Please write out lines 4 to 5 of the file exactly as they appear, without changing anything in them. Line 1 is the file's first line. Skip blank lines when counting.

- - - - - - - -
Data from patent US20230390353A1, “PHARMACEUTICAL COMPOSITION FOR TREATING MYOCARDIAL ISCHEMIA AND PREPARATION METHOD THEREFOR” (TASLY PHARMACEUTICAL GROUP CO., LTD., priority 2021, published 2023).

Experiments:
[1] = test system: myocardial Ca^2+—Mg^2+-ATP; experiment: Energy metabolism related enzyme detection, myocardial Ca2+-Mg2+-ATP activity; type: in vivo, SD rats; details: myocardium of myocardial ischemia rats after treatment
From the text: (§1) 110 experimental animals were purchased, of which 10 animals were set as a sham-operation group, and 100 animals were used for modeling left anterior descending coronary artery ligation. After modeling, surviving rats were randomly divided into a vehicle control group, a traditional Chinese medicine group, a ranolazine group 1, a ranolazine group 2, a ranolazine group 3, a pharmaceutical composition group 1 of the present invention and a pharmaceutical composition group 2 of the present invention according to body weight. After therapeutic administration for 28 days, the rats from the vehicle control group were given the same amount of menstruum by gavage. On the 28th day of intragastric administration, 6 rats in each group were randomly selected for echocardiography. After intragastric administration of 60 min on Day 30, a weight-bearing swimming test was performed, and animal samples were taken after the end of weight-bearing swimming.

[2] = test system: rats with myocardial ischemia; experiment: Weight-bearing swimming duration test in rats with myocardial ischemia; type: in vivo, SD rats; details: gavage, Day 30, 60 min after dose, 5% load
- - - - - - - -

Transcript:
From the text: (§1) 110 experimental animals were purchased, of which 10 animals were set as a sham-operation group, and 100 animals were used for modeling left anterior descending coronary artery ligation. After modeling, surviving rats were randomly divided into a vehicle control group, a traditional Chinese medicine group, a ranolazine group 1, a ranolazine group 2, a ranolazine group 3, a pharmaceutical composition group 1 of the present invention and a pharmaceutical composition group 2 of the present invention according to body weight. After therapeutic administration for 28 days, the rats from the vehicle control group were given the same amount of menstruum by gavage. On the 28th day of intragastric administration, 6 rats in each group were randomly selected for echocardiography. After intragastric administration of 60 min on Day 30, a weight-bearing swimming test was performed, and animal samples were taken after the end of weight-bearing swimming.

[2] = test system: rats with myocardial ischemia; experiment: Weight-bearing swimming duration test in rats with myocardial ischemia; type: in vivo, SD rats; details: gavage, Day 30, 60 min after dose, 5% load